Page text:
Your First Coin Show

Attending a coin show for the first time can be an overwhelming experience. Most shows are held in hotel ballrooms, local community centers or major convention centers, but if you don't know what to expect when you walk in the door, you're at a disadvantage.

First, you'll need to know when and where the next show will be. At, you can search for most (but not all) upcoming shows in your area. Once you've found a show to attend, research how many dealers are coming, which dealers will be set up and the hours of the show. Generally, smaller shows will last one or two days and attract primarily local dealers. Larger shows last three to four days and attract dealers from all over the country. For your first time, a smaller show will be more manageable.

Next, prepare a "want list" of coins you want to buy and set a budget.

Be aware that some shows charge a nominal admission fee, usually $1 or $2. The fee helps cover the cost of the event location, security and/or door prizes. Near the registration desk there will often be a table with free numismatic literature and upcoming coin show flyers. Make sure to stop by this table and pick up anything of interest to you.

Once you're in the show, browse for awhile. Try to look at what all of the dealers have to offer before sitting down at a specific table. At larger shows, you may want to write down table numbers so you can find them again later. One of the benefits of a coin show is the variety of shopping options. Regardless of what you're hunting for, there's a very good chance you can find it at a coin show.

When you're ready to begin shopping, consider these general etiquette rules before sitting down at a dealer's table:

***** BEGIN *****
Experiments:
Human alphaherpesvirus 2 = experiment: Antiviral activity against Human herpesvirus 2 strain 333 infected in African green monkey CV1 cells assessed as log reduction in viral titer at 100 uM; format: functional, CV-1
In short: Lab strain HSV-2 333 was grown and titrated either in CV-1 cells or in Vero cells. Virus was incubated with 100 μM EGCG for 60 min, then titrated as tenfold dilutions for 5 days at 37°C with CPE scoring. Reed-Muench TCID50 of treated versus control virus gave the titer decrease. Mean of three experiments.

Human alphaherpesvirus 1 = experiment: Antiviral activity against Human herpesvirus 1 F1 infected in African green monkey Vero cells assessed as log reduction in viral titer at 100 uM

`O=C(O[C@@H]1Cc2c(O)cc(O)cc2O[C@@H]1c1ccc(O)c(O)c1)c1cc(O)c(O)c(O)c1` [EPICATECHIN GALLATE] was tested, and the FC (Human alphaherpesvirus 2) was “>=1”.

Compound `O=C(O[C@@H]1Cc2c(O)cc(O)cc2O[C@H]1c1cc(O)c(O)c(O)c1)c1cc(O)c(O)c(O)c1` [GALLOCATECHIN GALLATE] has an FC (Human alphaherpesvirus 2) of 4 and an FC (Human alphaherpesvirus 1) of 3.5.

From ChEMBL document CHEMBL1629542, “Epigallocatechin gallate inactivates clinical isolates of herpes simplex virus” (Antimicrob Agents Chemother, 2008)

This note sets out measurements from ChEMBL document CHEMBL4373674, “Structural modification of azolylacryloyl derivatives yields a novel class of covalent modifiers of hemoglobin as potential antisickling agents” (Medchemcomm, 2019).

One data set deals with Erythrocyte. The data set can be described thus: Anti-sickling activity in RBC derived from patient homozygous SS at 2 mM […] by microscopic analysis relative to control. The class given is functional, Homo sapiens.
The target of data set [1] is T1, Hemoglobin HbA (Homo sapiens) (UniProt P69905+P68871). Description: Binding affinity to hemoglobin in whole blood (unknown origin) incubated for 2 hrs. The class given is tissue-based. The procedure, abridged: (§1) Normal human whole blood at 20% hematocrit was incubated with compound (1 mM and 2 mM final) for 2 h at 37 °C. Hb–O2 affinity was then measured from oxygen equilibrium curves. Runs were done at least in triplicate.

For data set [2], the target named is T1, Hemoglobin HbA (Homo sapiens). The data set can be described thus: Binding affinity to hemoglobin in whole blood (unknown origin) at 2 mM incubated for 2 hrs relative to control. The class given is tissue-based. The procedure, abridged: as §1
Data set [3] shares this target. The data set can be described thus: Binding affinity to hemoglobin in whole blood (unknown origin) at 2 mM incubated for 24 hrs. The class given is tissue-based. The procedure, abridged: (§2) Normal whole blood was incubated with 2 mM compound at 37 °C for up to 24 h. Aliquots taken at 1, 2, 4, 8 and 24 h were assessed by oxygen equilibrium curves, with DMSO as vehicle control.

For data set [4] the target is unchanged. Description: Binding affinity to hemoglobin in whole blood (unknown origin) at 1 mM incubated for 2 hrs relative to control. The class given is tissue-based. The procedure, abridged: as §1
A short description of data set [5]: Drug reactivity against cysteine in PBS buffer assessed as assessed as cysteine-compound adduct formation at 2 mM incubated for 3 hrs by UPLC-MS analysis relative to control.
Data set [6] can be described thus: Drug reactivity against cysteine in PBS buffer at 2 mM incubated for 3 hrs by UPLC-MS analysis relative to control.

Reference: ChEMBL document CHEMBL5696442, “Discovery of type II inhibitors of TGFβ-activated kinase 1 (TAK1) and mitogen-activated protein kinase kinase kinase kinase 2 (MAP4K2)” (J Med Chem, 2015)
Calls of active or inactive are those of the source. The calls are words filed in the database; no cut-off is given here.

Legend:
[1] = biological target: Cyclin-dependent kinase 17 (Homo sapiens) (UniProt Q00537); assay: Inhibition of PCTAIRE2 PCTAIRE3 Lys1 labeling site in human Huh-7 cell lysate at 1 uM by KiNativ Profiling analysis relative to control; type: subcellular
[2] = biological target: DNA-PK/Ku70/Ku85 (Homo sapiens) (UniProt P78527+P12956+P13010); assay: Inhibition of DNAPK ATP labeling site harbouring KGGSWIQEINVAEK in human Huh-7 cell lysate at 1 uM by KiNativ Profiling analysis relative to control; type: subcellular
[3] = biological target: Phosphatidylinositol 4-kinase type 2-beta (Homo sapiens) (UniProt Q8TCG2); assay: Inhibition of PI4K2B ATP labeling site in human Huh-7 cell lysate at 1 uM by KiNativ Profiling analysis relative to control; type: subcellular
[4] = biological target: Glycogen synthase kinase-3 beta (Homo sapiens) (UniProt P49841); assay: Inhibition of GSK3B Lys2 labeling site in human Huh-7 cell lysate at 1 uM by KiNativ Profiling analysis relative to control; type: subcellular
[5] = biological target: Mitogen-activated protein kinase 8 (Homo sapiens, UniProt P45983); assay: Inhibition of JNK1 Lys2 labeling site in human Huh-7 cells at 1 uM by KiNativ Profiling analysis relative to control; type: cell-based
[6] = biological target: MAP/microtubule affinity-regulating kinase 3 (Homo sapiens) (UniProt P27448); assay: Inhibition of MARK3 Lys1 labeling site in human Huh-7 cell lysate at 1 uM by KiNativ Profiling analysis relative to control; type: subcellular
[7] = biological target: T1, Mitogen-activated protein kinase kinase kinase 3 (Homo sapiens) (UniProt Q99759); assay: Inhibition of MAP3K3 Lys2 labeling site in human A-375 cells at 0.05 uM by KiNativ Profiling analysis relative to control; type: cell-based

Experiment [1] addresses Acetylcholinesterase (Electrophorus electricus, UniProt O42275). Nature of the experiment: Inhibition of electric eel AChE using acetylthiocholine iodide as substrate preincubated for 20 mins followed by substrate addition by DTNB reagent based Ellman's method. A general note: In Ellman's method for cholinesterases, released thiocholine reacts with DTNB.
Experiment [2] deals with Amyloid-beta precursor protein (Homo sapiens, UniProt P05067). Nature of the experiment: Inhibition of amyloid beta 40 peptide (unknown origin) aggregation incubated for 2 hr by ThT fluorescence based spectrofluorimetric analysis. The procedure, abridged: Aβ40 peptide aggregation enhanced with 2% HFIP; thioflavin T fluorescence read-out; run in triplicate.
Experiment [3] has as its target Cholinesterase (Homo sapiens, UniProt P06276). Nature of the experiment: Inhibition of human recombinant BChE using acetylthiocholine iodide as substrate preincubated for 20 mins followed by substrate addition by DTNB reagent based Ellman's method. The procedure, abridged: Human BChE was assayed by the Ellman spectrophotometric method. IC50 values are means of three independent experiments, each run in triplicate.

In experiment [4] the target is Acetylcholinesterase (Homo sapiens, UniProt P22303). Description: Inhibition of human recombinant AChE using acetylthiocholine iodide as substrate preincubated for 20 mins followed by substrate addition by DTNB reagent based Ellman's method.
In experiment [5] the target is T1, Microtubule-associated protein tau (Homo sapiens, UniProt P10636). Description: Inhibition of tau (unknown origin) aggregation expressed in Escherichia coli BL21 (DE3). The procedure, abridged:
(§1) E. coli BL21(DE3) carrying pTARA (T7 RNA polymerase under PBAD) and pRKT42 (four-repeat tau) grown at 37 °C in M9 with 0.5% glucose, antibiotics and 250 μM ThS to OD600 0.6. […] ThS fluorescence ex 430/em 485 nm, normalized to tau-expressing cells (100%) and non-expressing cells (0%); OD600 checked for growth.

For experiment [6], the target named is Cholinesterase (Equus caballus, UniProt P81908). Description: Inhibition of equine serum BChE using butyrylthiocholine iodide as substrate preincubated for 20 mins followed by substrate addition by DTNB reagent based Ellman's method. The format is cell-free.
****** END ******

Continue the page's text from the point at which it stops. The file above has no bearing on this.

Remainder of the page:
• Always try to keep your hands visible. Shopliftting is a concern for all coin dealers.

  • Never ask to see a box/binder of coins that someone else is actively looking at. Unfortunately, you'll just need to wait your turn. Bargain boxes are usually an exception.

  • Never open a glass showcase without the dealer's permission. If you need a closer look at something, just ask.

  • Never handle coins while eating or drinking and put all food and drink containers on the floor, away from the coins. A simple soda spill can be disastrous--and you could be held liable.
After you've made your selections, let the dealer know you're ready to checkout. If you ask, many dealers will offer you a discount, depending on the quantity and amount purchased. The amount of the discount will vary by dealer, so always be prepared to pay what's marked on the coins--just in case.

If you find a dealer you want to visit again, make sure to grab a business card. If they're local, they might even have a shop you can visit in-between shows. If not, you'll at least remember who to visit at the next show. Happy hunting!

Due to market volatility, price and availability are subject to change without notice.
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